1. Genmaicha and China Golden Yunnan

It would be impossible to drink this pair of teas without conjuring up images of grain fields in the imagination. Genmaicha is one of the more unusual teas in the vast world of tea. What sets it apart from essentially all other teas is not the fact that it is green tea, but the fact that the green tea is blended with toasted rice. This was originally done as a way to save tea leaves and make a supply of them last longer. Since tea was fairly costly at the time it was first blended with toasted rice, it made sense to stretch a supply of it as long as possible. Despite its thrifty origins, the “rice tea” rapidly erupted in popularity beyond its humble beginnings. People throughout Asia and now throughout the world value it for its savoury, grainy qualities and verdant green character.

On the other hand, China Golden Yunnan tea has been sought after around the world for its similarly grainy qualities. Even though it is not mixed with any actual grains like our Genmaicha is, it is known to exhibit a certain “corn sweetness” that reminds one of a grain market or the distinctive taste of unseasoned popcorn.

The pairing of the two together gives the drinker a sense of the variety of tastes and aromas available in the tea spectrum. Grainy teas are not often observed in the tea world and to drink two of them side by side proves the extent to which tea flavours and experiences can vary. It also trains the palate to make grain flavours more apparent in other teas in the future.

  1. Jasmine Pearls and Red Organic Rooibos

Jasmine Pearls are one of those delightful treats in the tea world that can never get old. Throwing them into a pot or mug and watching them expand as they impart their sweet and gentle flavour is pleasing to watch. Jasmine pearls are in essence flavoured and rolled tea leaves that are difficult to over steep. This means that they are forgiving to the forgetful tea drinker who might not remember to check steeping times and won’t go bitter with a little too much time left in the water. Similarly, our Red Organic Rooibos is smooth, gentle, and sweet without being floral and provides a nutty background that pairs wonderfully with the Jasmine Pearls. Rooibos is renowned around the world for never getting bitter and even has some medicinal qualities. They combine together to create a pleasing and blissful experience for the senses.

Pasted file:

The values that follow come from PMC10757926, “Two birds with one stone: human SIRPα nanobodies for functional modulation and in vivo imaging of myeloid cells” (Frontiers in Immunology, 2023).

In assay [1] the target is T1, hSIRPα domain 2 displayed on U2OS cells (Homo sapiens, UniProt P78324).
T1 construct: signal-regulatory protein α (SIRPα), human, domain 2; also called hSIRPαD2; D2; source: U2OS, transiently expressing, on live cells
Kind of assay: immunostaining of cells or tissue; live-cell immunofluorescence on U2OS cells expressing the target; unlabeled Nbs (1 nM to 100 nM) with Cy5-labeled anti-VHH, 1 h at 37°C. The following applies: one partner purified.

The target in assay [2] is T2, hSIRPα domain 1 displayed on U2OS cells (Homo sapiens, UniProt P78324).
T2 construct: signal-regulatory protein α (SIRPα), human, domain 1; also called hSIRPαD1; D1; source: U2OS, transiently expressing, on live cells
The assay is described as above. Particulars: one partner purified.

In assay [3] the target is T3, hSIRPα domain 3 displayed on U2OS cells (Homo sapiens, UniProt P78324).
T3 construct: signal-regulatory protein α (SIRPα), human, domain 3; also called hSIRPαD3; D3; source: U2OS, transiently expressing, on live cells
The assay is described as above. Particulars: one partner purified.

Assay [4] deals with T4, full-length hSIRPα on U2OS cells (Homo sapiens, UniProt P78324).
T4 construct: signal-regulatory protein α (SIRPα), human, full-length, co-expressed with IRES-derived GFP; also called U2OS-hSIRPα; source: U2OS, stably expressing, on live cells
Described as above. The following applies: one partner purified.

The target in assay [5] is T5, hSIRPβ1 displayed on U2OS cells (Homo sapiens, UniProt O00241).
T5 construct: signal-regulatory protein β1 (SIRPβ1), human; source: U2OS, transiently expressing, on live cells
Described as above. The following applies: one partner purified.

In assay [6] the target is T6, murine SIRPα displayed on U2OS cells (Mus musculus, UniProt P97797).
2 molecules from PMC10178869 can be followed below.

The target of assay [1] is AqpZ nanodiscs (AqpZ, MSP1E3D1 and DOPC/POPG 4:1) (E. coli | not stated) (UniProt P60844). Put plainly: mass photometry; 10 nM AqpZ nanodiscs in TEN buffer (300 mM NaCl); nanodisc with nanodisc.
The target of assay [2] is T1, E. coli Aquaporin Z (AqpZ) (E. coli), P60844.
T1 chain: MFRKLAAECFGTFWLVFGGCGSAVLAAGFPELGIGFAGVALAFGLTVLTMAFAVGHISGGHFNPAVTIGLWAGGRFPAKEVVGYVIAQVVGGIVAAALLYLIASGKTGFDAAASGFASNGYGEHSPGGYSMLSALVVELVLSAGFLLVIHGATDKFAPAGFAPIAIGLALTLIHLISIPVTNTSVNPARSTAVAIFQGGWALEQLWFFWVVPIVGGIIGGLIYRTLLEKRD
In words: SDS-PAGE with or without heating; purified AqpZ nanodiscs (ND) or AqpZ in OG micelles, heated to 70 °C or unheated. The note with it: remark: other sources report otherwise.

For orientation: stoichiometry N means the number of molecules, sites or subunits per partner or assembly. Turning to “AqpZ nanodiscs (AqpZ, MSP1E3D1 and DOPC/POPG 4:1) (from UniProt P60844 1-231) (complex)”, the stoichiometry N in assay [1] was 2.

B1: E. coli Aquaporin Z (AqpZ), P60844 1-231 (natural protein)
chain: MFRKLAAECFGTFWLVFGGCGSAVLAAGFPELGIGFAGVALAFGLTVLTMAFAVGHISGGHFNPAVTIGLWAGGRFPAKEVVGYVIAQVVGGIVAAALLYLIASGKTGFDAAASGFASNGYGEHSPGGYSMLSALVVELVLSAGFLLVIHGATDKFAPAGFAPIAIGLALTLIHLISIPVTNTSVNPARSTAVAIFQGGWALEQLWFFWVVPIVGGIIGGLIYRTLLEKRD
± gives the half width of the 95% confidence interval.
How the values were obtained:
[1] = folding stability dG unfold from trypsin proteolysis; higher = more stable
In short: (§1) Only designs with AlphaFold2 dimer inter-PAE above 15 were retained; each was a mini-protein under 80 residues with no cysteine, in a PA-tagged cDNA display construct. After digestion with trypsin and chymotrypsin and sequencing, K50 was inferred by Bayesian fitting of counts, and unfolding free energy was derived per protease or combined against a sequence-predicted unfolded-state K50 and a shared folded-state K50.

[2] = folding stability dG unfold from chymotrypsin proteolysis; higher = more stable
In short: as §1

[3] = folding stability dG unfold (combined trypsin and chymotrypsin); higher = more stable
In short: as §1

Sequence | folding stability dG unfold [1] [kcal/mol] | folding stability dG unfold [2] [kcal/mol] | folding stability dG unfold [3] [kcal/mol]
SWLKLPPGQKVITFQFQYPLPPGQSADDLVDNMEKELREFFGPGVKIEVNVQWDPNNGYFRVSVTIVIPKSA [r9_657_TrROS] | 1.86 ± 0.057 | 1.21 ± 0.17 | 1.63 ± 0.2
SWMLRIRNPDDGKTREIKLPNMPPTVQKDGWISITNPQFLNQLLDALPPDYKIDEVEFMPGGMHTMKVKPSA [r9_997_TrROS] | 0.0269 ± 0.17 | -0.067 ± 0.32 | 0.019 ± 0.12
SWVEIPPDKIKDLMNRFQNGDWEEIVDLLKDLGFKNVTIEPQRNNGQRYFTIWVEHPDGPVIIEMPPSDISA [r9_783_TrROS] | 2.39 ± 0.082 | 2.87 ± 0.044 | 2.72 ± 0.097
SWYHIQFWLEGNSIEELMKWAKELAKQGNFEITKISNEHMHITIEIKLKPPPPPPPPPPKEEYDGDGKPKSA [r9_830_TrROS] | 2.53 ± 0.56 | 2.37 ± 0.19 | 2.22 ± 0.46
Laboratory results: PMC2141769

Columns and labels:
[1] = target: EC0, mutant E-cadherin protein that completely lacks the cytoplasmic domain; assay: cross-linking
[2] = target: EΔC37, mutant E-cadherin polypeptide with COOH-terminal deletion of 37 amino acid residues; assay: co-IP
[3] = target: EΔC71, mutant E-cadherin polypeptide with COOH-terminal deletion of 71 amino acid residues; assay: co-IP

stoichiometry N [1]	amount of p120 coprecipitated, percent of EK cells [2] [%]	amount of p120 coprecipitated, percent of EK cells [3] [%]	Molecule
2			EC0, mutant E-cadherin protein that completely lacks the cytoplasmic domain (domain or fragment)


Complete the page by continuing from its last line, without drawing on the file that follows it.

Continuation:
1. Nana’s Fruit Garden and Irish Breakfast

This final combination likely displays the highest degree of contrast between any two teas on the list. Nana’s Fruit Garden is our own blend of fruit tea that makes it for a very smooth and fruity experience. Irish Breakfast on the other hand is the complete opposite. Robust, strong and astringent, Irish Breakfast is sure wake you up and put hair on your chest. Together they make for an interesting match (opposites attract as they say). Balancing each other out, the fruit blend brings out Irish Breakfasts wine character, while building its fruit flavours and aromas on the firm and steady body provided by the black tea.